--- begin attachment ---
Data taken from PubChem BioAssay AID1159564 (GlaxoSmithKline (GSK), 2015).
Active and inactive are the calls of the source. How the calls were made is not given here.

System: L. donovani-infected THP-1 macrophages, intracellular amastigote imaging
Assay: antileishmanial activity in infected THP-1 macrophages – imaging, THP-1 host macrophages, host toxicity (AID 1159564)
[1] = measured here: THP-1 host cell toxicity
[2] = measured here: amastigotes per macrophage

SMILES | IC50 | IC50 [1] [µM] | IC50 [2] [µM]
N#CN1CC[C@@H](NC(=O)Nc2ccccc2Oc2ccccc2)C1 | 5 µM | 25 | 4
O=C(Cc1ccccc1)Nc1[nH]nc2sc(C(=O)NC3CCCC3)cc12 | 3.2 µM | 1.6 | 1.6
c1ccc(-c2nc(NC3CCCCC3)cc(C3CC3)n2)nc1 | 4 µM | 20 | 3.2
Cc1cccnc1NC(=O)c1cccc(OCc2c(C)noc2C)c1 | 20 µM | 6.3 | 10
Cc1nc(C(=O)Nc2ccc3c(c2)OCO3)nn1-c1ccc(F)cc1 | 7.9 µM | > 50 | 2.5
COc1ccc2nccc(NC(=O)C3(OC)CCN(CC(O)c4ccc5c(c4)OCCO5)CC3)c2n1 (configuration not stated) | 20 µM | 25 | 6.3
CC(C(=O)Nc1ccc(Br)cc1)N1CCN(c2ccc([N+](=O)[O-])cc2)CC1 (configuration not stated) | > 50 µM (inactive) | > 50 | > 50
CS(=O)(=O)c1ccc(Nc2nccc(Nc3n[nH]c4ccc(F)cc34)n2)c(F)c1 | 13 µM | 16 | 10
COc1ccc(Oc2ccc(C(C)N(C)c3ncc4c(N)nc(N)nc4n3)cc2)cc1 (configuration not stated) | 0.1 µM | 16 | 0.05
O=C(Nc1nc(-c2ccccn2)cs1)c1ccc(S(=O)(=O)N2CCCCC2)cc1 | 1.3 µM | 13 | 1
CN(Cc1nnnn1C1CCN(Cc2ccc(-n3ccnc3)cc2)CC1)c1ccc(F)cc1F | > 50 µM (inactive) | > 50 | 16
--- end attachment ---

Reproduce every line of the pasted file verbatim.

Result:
Data taken from PubChem BioAssay AID1159564 (GlaxoSmithKline (GSK), 2015).
Active and inactive are the calls of the source. How the calls were made is not given here.

System: L. donovani-infected THP-1 macrophages, intracellular amastigote imaging
Assay: antileishmanial activity in infected THP-1 macrophages – imaging, THP-1 host macrophages, host toxicity (AID 1159564)
[1] = measured here: THP-1 host cell toxicity
[2] = measured here: amastigotes per macrophage

SMILES | IC50 | IC50 [1] [µM] | IC50 [2] [µM]
N#CN1CC[C@@H](NC(=O)Nc2ccccc2Oc2ccccc2)C1 | 5 µM | 25 | 4
O=C(Cc1ccccc1)Nc1[nH]nc2sc(C(=O)NC3CCCC3)cc12 | 3.2 µM | 1.6 | 1.6
c1ccc(-c2nc(NC3CCCCC3)cc(C3CC3)n2)nc1 | 4 µM | 20 | 3.2
Cc1cccnc1NC(=O)c1cccc(OCc2c(C)noc2C)c1 | 20 µM | 6.3 | 10
Cc1nc(C(=O)Nc2ccc3c(c2)OCO3)nn1-c1ccc(F)cc1 | 7.9 µM | > 50 | 2.5
COc1ccc2nccc(NC(=O)C3(OC)CCN(CC(O)c4ccc5c(c4)OCCO5)CC3)c2n1 (configuration not stated) | 20 µM | 25 | 6.3
CC(C(=O)Nc1ccc(Br)cc1)N1CCN(c2ccc([N+](=O)[O-])cc2)CC1 (configuration not stated) | > 50 µM (inactive) | > 50 | > 50
CS(=O)(=O)c1ccc(Nc2nccc(Nc3n[nH]c4ccc(F)cc34)n2)c(F)c1 | 13 µM | 16 | 10
COc1ccc(Oc2ccc(C(C)N(C)c3ncc4c(N)nc(N)nc4n3)cc2)cc1 (configuration not stated) | 0.1 µM | 16 | 0.05
O=C(Nc1nc(-c2ccccn2)cs1)c1ccc(S(=O)(=O)N2CCCCC2)cc1 | 1.3 µM | 13 | 1
CN(Cc1nnnn1C1CCN(Cc2ccc(-n3ccnc3)cc2)CC1)c1ccc(F)cc1F | > 50 µM (inactive) | > 50 | 16